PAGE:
What the numbers say about one of the most hyped college golf signing classes in history - Brendan Ryan (December 2018)

There has been much anticipation for this signing class, and so we thought we would do the numbers and see how they stack up against previous classes and what, if any, trends are there?

Let’s look at the numbers as of Saturday, November 24, and see what the data says. (NJGS = National Junior Golf Scoreboard)

• Average NJGS for Division One Men’s Golf in 2019 early signing was 271 with a scoring differential of .79 compare to an average rank of 262.6 last year.

• Average NJGS for Division One Women’s Golf in 2019 was 152 with a scoring differential of .95. This is significantly better than last year when the average scoring differential was 5.25. Only 7 players who signed had scoring differentials above 5.25.

• top 100 men’s recruits choose mid major programs with BYU and North Texas both landing players in the top 25.

• Men’s major conference schools reload: Florida signs 3 players with an average scoring differential of -3.17 and average rank of 45, Baylor signs 4 with 2 in the top 25, Arizona State signs #9 in NJGS and 141 in WAGR,

• Arkansas signs 2 in the top 35 with an average scoring differential of -3.35.

• In women’s golf, Duke reloads with 2 players in the top 31 with scoring differentials of -6 and -4.19 respectively. Michigan and Notre Dame also nab two within the top 50.

• 10/41 top 100 women’s recruits choose mid major schools with Pepperdine signing two of them.

• Coaches care where you are from; in men’s golf 80% of the players ranked above 400 in their class signed at a school within approximately 400 miles of their house. In women’s golf 82% of Division 1 players ranked above 250 signed within 400 miles of their house.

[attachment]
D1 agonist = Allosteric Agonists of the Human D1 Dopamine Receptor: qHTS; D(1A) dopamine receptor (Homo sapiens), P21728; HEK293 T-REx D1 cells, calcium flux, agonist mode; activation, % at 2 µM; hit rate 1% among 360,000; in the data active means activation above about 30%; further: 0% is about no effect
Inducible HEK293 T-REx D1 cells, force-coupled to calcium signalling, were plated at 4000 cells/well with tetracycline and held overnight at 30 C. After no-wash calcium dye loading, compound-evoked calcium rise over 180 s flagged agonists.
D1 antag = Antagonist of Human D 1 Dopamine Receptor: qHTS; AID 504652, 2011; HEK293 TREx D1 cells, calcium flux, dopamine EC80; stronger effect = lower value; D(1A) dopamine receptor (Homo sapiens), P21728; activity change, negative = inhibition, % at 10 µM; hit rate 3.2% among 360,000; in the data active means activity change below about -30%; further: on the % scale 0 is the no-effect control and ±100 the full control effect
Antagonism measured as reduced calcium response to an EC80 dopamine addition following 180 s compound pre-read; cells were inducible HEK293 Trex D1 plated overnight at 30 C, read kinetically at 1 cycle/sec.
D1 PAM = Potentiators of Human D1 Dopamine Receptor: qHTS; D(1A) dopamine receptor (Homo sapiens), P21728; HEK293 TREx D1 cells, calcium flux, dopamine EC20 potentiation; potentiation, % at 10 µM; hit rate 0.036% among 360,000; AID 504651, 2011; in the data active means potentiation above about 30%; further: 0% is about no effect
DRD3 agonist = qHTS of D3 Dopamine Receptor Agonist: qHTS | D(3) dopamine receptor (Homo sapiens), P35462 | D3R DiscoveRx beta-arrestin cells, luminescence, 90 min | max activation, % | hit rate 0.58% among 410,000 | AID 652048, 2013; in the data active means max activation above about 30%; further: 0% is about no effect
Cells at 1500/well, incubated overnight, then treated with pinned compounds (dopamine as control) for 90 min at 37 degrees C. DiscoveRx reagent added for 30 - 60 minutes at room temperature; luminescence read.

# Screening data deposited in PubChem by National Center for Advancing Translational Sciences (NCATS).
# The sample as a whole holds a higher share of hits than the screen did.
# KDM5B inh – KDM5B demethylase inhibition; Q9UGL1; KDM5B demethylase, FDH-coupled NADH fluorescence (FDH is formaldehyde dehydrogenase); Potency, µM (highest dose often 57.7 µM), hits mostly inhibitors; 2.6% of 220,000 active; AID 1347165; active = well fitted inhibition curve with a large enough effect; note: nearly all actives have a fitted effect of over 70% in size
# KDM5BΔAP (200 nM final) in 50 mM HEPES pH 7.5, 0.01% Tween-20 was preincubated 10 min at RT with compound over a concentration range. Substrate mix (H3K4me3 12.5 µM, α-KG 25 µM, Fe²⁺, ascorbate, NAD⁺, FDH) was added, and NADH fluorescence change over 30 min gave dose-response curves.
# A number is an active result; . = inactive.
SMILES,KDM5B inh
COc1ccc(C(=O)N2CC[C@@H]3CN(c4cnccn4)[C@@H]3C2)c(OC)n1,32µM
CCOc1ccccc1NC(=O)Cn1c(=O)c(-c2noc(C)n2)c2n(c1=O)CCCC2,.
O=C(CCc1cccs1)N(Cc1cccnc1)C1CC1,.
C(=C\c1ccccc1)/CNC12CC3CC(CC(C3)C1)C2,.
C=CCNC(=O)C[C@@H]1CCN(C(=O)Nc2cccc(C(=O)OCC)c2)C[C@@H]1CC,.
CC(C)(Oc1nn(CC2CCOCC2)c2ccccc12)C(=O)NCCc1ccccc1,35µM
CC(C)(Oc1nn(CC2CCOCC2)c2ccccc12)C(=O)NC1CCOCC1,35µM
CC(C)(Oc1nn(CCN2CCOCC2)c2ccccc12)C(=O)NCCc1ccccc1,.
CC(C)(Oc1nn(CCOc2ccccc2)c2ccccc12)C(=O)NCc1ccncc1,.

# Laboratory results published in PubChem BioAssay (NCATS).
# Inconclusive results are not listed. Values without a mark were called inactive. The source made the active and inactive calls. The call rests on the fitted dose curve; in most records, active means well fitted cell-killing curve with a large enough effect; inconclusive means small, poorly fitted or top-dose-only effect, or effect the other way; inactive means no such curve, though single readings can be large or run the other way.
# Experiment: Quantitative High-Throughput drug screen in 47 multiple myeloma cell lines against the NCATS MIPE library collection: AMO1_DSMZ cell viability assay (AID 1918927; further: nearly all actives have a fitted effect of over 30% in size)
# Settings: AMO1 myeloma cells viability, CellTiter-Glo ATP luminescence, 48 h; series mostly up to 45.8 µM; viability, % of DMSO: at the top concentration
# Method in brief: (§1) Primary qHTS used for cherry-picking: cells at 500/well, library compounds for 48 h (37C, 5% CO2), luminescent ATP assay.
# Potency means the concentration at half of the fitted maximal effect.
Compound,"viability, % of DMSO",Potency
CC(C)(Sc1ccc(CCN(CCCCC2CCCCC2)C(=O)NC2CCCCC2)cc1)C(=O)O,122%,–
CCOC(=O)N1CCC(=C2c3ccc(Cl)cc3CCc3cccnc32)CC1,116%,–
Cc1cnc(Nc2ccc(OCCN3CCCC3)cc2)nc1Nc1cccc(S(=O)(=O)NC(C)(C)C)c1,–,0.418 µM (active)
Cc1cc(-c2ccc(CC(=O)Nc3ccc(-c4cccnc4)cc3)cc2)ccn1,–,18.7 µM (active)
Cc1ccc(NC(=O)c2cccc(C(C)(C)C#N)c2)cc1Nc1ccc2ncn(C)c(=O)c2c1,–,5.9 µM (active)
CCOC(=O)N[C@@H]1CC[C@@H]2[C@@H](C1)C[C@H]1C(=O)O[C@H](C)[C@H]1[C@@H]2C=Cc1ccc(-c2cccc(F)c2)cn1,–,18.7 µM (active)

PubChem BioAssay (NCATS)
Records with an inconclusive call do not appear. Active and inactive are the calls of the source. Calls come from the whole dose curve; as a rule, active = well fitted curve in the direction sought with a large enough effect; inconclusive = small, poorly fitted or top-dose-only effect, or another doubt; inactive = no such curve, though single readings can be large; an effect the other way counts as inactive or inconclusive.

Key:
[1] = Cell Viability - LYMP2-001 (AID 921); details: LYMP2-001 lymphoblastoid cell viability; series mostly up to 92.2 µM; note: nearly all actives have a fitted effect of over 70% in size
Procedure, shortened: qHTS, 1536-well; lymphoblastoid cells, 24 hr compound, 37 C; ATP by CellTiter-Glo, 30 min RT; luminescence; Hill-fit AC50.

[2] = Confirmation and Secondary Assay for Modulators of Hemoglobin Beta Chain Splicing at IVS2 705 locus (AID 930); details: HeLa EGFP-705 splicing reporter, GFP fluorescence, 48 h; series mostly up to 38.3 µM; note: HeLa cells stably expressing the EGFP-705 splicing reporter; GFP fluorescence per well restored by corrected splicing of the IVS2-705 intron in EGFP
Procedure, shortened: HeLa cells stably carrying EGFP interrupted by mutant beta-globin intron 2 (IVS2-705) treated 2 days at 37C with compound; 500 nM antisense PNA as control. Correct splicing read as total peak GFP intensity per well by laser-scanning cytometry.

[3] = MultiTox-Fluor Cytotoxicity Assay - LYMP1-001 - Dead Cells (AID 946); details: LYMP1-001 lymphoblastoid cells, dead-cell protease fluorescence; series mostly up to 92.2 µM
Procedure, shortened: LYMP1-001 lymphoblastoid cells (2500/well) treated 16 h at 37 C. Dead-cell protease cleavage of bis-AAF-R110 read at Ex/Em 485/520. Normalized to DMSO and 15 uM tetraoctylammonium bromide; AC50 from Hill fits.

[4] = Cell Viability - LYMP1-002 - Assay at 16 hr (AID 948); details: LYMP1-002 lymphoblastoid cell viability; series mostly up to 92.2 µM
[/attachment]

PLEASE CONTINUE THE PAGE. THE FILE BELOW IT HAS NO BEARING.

• Academics matter to Girls: 80% of girls in the top 100 chose a top academic school like Michigan, Pepperdine, Wisconsin, Penn or Yale.

• 17% percent of male recruits who signed where international and 24% percent of women’s recruits where internationals

My major take-aways from the data are:

Women’s golf is getting crazy good. Consider that in 1997/98 the winner of Golfstat Cup (best player in college) was Jenny Chausiriporn from Duke with a scoring average of 72.94. This would translate into roughly a scoring differential of one, or the average scoring differential of the average women’s Division One recruit in 2018/19.

The best junior golfers are simply incredible. Erica Shepard of Duke was the highest ranked player to sign. According to NJGS her scoring differential is -6. For boys, the highest ranked player to sign was Ricky Castillo of Florida with a scoring differential of -5.53. This means that these players are statistically 6.95 shots (Erica) and 6.32 (Ricky) shots better per round than the average Division 1 player.